EUROPEAN BAN ON ANIMAL TESTING OF COSMETICS SET FOR MARCH

If the European Union’s legislation is obeyed, no longer will animal skins, eyes, or stomachs be subjected to potentially painful chemicals so humans can look alluring or attempt to correct skin aging. As of March 11, 2013, no cosmetic product containing an ingredient that has been tested using animals after this date will be allowed for sale. This ban began step by step in 2003 .The Advocate General of the European Court of Justice has slammed moves by the French government to partially lift the ban. The French are one of the major producers of cosmetics.

The EU’s cosmetic industry spokespeople claim the industry has been attempting to find alternatives to animal testing for cosmetics for more than 20 years and they have developed five alternative methods but the methods have to be validated to ensure human safety.

The practice of testing cosmetics on animals started in 1933 when an American woman used a Lash Lure mascara to darken her lashes. Her eyes first burned then she went blind and died. Following this incident, in 1938 the US Food and Drug association passed an act to protect the public from unsafe, risky cosmetic product
Many companies, because of the sentiment against using animals for testing, now label their cosmetics cruelty free, which implies that products have not been tested on animals. How do many companies back up their claims today that their products are “cruelty free”? A cosmetics manufacturer told me that some are now paying humans to test cosmetics rather than using four-legged animals. A private labeler who supplies products to many “name” companies told me his firm does tests on animals, and the large companies that buy his products then many say that they do not do animal tests. If, on the other hand, a company uses older cosmetic ingredients that have long ago been tested on animals, they can also say their “new” cosmetic versions have not been tested on animals.
Incidentally, cosmetic manufacturers took the word “animal” out of their ingredient labels but not out of the ingredients. Hydrolyzed animal protein, for example, is now called hydrolyzed collagen and desamido collagen used in “anti-aging creams” also has had the word “animal” removed from the label. There are dozens of cosmetic ingredients derived from animals. You will be able to identify them in this Dictionary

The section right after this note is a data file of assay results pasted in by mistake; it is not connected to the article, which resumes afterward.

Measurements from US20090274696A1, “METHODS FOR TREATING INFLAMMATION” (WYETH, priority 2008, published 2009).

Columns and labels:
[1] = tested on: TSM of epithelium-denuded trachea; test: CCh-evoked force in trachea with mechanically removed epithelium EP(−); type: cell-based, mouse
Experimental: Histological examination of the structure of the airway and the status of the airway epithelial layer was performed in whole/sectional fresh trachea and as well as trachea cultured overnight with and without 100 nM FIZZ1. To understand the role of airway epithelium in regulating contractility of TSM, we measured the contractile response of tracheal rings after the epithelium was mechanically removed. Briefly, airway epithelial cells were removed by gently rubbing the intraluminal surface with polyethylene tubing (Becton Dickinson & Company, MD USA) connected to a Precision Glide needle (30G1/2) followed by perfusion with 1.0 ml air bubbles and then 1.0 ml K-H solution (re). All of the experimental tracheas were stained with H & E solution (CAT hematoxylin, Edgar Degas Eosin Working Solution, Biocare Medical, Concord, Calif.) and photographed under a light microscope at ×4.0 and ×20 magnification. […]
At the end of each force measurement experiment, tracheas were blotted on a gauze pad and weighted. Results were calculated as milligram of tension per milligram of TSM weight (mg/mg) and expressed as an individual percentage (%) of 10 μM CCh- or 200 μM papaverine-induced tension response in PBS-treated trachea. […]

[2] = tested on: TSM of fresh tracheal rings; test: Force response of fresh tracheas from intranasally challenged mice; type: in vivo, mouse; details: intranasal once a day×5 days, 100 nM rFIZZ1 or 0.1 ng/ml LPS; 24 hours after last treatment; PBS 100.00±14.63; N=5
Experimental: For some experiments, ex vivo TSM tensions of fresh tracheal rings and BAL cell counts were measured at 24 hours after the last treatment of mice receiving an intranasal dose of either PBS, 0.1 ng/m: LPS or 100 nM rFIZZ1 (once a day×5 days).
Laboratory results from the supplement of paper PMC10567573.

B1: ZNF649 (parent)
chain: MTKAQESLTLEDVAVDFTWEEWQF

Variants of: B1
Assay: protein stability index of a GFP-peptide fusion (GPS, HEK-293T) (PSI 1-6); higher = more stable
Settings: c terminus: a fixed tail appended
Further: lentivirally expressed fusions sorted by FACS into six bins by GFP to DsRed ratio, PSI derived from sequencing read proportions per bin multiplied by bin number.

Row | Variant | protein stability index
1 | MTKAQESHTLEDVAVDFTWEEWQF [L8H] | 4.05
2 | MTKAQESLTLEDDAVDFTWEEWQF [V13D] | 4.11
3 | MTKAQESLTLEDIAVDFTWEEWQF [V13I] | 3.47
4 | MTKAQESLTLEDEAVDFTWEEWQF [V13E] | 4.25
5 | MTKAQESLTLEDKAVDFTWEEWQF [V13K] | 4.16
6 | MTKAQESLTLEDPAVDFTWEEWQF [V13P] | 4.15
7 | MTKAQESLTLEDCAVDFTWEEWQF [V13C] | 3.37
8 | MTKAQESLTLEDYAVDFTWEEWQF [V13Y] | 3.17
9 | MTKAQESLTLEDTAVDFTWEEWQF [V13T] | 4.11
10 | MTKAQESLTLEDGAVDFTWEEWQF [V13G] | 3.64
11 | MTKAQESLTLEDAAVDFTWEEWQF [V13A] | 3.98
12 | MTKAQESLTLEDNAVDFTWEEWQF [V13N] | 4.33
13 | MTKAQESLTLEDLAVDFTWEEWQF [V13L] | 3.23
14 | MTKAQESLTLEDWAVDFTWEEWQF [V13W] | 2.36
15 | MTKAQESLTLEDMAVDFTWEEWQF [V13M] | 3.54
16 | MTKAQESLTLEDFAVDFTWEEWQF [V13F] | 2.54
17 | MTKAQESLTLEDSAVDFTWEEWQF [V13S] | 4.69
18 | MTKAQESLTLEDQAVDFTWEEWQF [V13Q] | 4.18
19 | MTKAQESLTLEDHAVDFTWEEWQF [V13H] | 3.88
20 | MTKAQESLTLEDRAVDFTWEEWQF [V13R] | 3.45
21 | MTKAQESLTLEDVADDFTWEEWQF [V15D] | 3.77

The most controversial and widely used animal test is the Draize eye irritancy test, which involves putting drops of the substance in question into the eyes of albino rabbits. Investigators then note if any redness, swelling, cloudiness of the iris, or corneal opacity occurs. In addition, the ability of the eye to repair any damage is noted. Draize is difficult to replace with a single alternative test because it measures three different areas of the eye. Replacing Draize will probably take a combination of alternative tests but the combination has not yet been developed.
The truth is the FDA admits it cannot require companies to do safety testing of their cosmetic products before marketing. Neither cosmetic products nor cosmetic ingredients are reviewed or approved by the FDA before they are sold to you. Recalls taken by the cosmetic industry to call back products that present a hazard, or that are somehow defective, are voluntary. The FDA is not permitted to require recalls of cosmetics but does monitor companies that conduct a product recall.

The FD&C Act does not specifically require the use of animals in testing cosmetics for safety, nor does the Act subject cosmetics to FDA premarket approval. However, the agency has consistently advised cosmetic manufacturers to employ whatever testing is appropriate and effective for substantiating the safety of their products. It remains the responsibility of the manufacturer to substantiate the safety of both ingredients and finished cosmetic products prior to marketing.
Animal testing by manufacturers seeking to market new products may be used to establish product safety. In some cases, after considering available alternatives, companies may determine that animal testing is necessary to assure the safety of a product or ingredient. FDA supports and adheres to the provisions of applicable laws, regulations, and policies governing animal testing, including the Animal Welfare Act and the Public Health Service Policy of Humane Care and Use of Laboratory Animals. Moreover, in all cases where animal testing is used, FDA advocates that research and testing derive the maximum amount of useful scientific information from the minimum number of animals and employ the most humane methods available within the limits of scientific capability.
The FDA and other federal government groups have encouraged Federal agencies prior to use of animals, should consider the use of scientifically valid alternative methods to whole-animal testing as well as adherence to the most humane methods available within the limits of scientific capability when animals are used for testing the safety of cosmetic products.
For related information see: FDA.gov/cosmetics.

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